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The future of software testing: Machine learning to the rescue

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Harpreet Singh Co-CEO and Founder, Launchable, Inc.
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Kohsuke Kawaguchi Co-CEO, Launchable, Inc.
 

The last decade has seen a relentless push to deliver software faster. Automated testing has emerged as one of the most important technologies for scaling DevOps, companies are investing enormous time and effort to build end-to-end software delivery pipelines, and containers and their ecosystem are holding up on their early promise.

The combination of delivery pipelines and containers has helped high performers to deliver software faster than ever. That said, many organizations are still struggling to balance speed and quality. Many are stuck trying to make headway with legacy software, large test suites, and brittle pipelines. So where do you go from here?

In the drive to release quickly, end users have become software testers. But they no longer want to be your testers, and companies are taking note. Companies now want to ensure that quality is not compromised in the pursuit of speed.

Testing is one of the top DevOps controls that organizations can leverage to ensure that their customers engage with a delightful brand experience. Others include access control, activity logging, traceability, and disaster recovery. Our company's research over the past year indicates that slow feedback cycles, slow development loops, and developer productivity will remain the top priorities over the next few years.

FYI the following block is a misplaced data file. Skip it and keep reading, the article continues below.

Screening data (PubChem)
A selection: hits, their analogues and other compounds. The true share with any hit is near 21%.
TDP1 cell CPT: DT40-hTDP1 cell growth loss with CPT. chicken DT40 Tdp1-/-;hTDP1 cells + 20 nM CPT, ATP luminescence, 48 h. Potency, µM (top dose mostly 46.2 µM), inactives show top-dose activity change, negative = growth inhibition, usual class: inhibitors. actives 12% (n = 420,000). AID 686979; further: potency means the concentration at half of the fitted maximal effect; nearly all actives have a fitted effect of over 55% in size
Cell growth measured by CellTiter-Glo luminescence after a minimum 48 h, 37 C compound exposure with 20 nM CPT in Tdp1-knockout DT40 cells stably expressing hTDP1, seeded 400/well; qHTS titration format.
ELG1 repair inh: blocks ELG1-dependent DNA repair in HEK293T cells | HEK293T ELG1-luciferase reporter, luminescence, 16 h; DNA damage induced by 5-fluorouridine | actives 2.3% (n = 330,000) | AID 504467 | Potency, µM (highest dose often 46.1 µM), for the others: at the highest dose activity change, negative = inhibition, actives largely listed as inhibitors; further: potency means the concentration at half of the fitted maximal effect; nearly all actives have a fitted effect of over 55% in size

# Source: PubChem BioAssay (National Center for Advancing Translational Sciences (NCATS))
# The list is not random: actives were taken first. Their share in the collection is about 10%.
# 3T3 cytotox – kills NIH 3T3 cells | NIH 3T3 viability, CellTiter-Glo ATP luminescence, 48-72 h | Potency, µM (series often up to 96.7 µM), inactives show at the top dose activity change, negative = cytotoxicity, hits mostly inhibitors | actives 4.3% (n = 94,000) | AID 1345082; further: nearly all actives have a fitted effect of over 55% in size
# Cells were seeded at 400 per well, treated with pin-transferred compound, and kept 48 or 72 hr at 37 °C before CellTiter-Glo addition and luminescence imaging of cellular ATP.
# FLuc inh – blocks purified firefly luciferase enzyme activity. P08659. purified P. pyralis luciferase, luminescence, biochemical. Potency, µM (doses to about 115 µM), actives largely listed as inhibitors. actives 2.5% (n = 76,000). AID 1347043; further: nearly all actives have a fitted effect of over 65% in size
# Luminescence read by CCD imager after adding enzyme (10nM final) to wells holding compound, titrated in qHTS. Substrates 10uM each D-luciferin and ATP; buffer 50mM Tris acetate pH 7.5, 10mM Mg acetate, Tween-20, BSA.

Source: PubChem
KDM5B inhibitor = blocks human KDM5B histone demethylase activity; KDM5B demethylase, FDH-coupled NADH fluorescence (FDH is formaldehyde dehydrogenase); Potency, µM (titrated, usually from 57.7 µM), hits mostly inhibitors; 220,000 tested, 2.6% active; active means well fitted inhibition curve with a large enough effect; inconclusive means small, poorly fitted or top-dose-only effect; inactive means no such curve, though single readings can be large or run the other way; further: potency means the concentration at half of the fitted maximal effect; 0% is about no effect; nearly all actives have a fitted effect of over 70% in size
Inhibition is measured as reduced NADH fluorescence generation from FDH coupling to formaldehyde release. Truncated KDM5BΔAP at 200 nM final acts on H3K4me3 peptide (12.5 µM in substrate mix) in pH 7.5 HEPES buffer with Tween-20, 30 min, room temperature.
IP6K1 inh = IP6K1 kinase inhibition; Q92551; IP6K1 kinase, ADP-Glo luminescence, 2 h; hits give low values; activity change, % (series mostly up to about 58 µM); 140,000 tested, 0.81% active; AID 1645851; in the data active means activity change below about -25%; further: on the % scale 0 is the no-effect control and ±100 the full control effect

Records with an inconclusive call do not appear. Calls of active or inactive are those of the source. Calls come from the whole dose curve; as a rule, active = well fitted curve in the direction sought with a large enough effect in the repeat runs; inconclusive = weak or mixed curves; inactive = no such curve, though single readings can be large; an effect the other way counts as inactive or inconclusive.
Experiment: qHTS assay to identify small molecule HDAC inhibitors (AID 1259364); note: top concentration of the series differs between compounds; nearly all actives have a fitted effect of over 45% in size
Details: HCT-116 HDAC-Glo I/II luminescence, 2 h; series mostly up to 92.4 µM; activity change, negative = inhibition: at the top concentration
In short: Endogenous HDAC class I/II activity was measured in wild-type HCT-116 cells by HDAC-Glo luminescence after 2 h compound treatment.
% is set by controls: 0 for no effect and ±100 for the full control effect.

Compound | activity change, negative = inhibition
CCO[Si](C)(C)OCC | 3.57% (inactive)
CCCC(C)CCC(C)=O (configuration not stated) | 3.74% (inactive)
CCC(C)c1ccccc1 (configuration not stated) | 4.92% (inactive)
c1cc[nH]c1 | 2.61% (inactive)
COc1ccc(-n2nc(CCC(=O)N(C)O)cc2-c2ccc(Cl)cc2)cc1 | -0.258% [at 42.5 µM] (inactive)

Quality and access control are preventative controls, while others are reactive. There will be an increasing focus on quality in the future because it prevents customers from having a bad experience. Thus, delivering value fast—or better yet, delivering the right value at the right quality level fast—is the key trend that we will see this year and beyond.

Here are the five key trends to watch.

1. Automating tests

Test automation efforts will continue to accelerate. A surprising number of companies still have manual tests in their delivery pipeline, but you can't deliver fast if you have humans in the critical path of the value chain, slowing things down. (The exception is exploratory testing, where humans are a must.)

Automating manual tests is a long process that requires dedicated engineering time. While many organizations have at least some test automation, there's more that needs to be done. That's why automated testing will remain one of the top trends going forward.

2. Establishing a continuous quality culture

As teams automate tests and adopt DevOps, quality must become part of the DevOps mindset. That means quality will become a shared responsibility of everyone in the organization.

Figure 2. Top performers shift tests around to create new workflows. They shift left for earlier validation and right to speed up delivery. Source: Launchable

Teams will need to become more intentional about where tests land. Should they shift tests left to catch issues much earlier, or should they add more quality controls to the right? On the "shift-right" side of the house, practices such as chaos engineering and canary deployments are becoming essential.